Since the 1970s, the externalisation of borders has become a central pillar of EU migration, development and foreign policies. At the core, these policies consist of an off-shoring and outsourcing of migration control to third states and private actors as well as of keeping refugees in the regions of origin (Bialasiewicz, 2012, Lemberg-Pedersen & Moreno-Lax, 2019). Current policies include: the militarization of borders and humanitarian agencies (Garelli & Tazzioli, 2017); the channelling of asylum-seekers to bureaucratic spaces termed “hotspots” (Heller & Pezzani, 2016); the creation of indefinite limbos in in-between places (Eule et al., 2019); and, the nurturing of a (semi-)private migration industry (Andersson, 2014a). The 2015 Valetta Summit and subsequent EU Trust Fund for Africa have created closer ties with African states like Kenya, Sudan, and Niger. EU projects in these countries are often implemented through international or humanitarian agencies and involve the formation of governing structures in refugee protection, containment and migration control as well as the development of complex databases and surveillance techniques, such as the use of biometrics.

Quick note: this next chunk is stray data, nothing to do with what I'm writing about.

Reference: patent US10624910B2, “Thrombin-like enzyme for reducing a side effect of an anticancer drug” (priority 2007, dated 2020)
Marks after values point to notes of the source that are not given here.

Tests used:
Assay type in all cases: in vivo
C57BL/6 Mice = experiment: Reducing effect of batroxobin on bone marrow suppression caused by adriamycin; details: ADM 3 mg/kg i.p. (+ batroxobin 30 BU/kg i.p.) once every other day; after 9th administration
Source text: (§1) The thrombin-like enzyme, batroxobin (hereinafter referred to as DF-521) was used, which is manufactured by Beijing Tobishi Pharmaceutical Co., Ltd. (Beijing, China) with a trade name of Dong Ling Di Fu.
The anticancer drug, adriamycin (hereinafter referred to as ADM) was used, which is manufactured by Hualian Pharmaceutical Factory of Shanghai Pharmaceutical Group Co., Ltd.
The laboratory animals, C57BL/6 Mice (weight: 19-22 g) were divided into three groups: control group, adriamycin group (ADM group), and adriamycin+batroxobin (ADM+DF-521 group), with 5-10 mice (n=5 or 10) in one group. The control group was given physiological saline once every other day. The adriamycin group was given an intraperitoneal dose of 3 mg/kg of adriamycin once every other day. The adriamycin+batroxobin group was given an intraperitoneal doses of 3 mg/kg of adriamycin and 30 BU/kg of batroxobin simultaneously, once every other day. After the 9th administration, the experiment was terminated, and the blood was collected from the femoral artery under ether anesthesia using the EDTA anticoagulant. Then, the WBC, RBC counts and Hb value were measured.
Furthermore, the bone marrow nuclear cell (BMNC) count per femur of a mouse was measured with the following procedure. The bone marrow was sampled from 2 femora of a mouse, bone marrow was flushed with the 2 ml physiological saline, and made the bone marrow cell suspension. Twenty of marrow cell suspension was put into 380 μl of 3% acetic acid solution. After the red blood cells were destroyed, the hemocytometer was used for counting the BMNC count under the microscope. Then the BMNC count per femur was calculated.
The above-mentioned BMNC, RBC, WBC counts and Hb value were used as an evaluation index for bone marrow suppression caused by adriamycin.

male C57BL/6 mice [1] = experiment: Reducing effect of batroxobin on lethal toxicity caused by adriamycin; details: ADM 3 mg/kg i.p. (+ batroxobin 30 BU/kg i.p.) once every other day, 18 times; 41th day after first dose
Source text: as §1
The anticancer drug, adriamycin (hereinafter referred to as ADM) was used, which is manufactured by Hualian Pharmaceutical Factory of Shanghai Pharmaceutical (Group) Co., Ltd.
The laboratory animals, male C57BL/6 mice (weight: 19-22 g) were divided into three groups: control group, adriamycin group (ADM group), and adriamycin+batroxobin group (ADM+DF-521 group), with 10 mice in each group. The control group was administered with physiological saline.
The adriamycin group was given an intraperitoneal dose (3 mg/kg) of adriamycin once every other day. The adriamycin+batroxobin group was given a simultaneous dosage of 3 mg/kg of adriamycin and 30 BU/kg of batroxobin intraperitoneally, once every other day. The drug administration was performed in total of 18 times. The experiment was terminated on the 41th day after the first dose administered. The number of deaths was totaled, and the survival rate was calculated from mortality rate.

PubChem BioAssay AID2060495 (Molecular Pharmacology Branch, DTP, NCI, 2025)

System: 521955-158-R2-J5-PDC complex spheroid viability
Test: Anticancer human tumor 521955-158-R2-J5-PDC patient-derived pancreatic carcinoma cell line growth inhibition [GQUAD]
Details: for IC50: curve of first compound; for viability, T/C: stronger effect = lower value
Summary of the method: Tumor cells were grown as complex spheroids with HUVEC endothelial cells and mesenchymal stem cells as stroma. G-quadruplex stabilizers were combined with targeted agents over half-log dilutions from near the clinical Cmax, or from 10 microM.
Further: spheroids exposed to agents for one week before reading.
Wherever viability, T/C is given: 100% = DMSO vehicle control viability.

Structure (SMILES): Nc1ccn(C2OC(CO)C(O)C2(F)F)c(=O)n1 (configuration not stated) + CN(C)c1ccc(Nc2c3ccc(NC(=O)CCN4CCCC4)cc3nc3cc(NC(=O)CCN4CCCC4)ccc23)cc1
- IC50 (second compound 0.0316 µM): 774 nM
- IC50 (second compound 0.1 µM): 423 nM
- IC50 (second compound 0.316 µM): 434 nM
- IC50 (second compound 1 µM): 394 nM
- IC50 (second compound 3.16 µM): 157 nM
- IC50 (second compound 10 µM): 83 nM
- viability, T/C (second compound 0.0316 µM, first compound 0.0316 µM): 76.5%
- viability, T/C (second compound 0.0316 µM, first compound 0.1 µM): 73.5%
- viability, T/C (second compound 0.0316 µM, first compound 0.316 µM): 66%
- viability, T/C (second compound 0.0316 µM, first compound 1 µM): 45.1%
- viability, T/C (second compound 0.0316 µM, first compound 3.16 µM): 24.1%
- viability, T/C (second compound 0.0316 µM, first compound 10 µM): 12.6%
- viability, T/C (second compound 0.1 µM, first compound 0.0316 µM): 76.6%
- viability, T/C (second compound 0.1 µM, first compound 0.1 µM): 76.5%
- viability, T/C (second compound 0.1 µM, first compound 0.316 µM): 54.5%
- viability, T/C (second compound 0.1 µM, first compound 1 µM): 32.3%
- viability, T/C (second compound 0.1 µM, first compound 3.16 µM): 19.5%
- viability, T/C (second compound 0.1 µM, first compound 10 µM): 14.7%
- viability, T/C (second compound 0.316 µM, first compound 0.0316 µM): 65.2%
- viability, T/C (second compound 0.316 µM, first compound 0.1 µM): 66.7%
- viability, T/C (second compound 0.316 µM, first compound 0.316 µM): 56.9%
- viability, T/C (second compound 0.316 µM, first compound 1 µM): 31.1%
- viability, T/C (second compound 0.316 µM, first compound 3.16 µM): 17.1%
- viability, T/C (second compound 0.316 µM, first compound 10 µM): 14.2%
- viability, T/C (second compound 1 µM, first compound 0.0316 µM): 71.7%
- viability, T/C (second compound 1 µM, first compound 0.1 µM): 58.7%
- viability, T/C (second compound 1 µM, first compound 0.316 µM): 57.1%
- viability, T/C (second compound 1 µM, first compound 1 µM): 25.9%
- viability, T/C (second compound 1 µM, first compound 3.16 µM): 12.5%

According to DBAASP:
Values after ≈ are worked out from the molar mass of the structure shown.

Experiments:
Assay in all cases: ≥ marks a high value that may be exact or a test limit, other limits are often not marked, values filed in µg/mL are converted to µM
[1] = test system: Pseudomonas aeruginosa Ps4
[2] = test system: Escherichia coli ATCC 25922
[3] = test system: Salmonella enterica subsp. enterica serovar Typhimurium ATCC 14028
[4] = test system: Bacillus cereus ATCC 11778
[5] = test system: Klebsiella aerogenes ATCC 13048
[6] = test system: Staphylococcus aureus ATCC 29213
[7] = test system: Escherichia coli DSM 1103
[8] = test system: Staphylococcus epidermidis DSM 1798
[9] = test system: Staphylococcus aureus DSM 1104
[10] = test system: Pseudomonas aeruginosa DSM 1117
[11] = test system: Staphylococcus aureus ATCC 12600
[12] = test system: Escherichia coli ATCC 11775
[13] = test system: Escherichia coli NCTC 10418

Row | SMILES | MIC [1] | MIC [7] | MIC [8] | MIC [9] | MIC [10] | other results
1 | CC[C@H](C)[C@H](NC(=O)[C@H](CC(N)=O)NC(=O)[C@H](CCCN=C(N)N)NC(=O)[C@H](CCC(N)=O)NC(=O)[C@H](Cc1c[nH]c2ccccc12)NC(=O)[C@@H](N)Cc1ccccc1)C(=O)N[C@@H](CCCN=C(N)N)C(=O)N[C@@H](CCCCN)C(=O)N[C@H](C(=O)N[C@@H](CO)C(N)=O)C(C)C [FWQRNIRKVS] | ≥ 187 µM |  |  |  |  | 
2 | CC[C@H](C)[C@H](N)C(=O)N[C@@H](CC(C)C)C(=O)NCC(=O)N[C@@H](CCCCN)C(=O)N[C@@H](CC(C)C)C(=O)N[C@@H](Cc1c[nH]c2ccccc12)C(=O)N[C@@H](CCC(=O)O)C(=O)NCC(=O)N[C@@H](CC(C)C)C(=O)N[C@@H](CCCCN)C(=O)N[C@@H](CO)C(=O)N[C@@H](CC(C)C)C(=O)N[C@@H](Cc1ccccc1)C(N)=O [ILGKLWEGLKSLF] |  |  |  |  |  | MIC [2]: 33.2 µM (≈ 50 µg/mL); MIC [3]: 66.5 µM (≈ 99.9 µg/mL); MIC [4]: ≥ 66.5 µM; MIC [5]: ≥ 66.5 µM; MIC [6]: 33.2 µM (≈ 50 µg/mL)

From our ethnographic data we observe how the global emergence of migration control and refugee protection reflect an understanding of migration as a problem that needs management through technological means. To understand this, we use the concept of technicisation (Blumenberg, 2015). Technicisation in this sense is not only the multiplication of technologies in an increasingly technological world, but also the interlinked social ways of being in the world and changes in society. This includes also techniques of governance and perceptions on migration. In the scope of this project we look at the proliferation of technologies at the EU border and beyond, examining how exclusionary practices that are designed to govern, contain and administer mobile populations shape lifeworlds, lead to socio-political changes, and influence legal categories and social identifications.